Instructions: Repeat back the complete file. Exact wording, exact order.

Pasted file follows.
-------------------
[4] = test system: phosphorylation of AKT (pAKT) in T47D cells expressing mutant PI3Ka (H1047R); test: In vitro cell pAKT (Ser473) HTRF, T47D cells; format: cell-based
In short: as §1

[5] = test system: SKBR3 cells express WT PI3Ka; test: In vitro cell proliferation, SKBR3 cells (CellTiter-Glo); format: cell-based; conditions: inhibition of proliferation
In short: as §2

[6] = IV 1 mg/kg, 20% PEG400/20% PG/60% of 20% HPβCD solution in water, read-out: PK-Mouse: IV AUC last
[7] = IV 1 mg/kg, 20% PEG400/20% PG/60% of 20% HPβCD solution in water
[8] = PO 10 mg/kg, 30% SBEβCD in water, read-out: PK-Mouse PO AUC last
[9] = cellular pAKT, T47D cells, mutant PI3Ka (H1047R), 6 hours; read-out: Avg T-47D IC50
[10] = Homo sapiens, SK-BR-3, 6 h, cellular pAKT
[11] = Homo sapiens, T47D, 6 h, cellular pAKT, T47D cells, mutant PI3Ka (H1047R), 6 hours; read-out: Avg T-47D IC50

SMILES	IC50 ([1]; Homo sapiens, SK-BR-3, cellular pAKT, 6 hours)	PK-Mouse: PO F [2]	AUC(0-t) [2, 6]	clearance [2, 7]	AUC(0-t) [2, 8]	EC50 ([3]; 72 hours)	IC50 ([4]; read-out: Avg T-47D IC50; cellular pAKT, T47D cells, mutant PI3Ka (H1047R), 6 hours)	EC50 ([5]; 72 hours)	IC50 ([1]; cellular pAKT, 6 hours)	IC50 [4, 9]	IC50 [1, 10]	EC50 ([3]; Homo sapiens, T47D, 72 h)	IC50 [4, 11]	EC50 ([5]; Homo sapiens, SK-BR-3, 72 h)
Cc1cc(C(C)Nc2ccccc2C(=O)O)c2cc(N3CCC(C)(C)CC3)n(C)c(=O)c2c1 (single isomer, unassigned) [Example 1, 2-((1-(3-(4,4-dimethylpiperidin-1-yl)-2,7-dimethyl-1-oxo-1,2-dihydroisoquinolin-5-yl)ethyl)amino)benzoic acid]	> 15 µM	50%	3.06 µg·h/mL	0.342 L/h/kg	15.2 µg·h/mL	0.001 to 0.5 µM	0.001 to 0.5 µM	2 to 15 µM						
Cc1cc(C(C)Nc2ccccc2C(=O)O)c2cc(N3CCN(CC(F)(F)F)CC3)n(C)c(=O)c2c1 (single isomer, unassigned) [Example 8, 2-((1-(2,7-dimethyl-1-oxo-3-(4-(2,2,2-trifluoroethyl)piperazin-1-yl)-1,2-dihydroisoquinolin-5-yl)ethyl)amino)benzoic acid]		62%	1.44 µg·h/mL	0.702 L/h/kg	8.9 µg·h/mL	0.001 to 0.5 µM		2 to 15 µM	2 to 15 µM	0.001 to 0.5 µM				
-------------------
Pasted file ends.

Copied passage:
[4] = test system: phosphorylation of AKT (pAKT) in T47D cells expressing mutant PI3Ka (H1047R); test: In vitro cell pAKT (Ser473) HTRF, T47D cells; format: cell-based
In short: as §1

[5] = test system: SKBR3 cells express WT PI3Ka; test: In vitro cell proliferation, SKBR3 cells (CellTiter-Glo); format: cell-based; conditions: inhibition of proliferation
In short: as §2

[6] = IV 1 mg/kg, 20% PEG400/20% PG/60% of 20% HPβCD solution in water, read-out: PK-Mouse: IV AUC last
[7] = IV 1 mg/kg, 20% PEG400/20% PG/60% of 20% HPβCD solution in water
[8] = PO 10 mg/kg, 30% SBEβCD in water, read-out: PK-Mouse PO AUC last
[9] = cellular pAKT, T47D cells, mutant PI3Ka (H1047R), 6 hours; read-out: Avg T-47D IC50
[10] = Homo sapiens, SK-BR-3, 6 h, cellular pAKT
[11] = Homo sapiens, T47D, 6 h, cellular pAKT, T47D cells, mutant PI3Ka (H1047R), 6 hours; read-out: Avg T-47D IC50

SMILES	IC50 ([1]; Homo sapiens, SK-BR-3, cellular pAKT, 6 hours)	PK-Mouse: PO F [2]	AUC(0-t) [2, 6]	clearance [2, 7]	AUC(0-t) [2, 8]	EC50 ([3]; 72 hours)	IC50 ([4]; read-out: Avg T-47D IC50; cellular pAKT, T47D cells, mutant PI3Ka (H1047R), 6 hours)	EC50 ([5]; 72 hours)	IC50 ([1]; cellular pAKT, 6 hours)	IC50 [4, 9]	IC50 [1, 10]	EC50 ([3]; Homo sapiens, T47D, 72 h)	IC50 [4, 11]	EC50 ([5]; Homo sapiens, SK-BR-3, 72 h)
Cc1cc(C(C)Nc2ccccc2C(=O)O)c2cc(N3CCC(C)(C)CC3)n(C)c(=O)c2c1 (single isomer, unassigned) [Example 1, 2-((1-(3-(4,4-dimethylpiperidin-1-yl)-2,7-dimethyl-1-oxo-1,2-dihydroisoquinolin-5-yl)ethyl)amino)benzoic acid]	> 15 µM	50%	3.06 µg·h/mL	0.342 L/h/kg	15.2 µg·h/mL	0.001 to 0.5 µM	0.001 to 0.5 µM	2 to 15 µM						
Cc1cc(C(C)Nc2ccccc2C(=O)O)c2cc(N3CCN(CC(F)(F)F)CC3)n(C)c(=O)c2c1 (single isomer, unassigned) [Example 8, 2-((1-(2,7-dimethyl-1-oxo-3-(4-(2,2,2-trifluoroethyl)piperazin-1-yl)-1,2-dihydroisoquinolin-5-yl)ethyl)amino)benzoic acid]		62%	1.44 µg·h/mL	0.702 L/h/kg	8.9 µg·h/mL	0.001 to 0.5 µM		2 to 15 µM	2 to 15 µM	0.001 to 0.5 µM				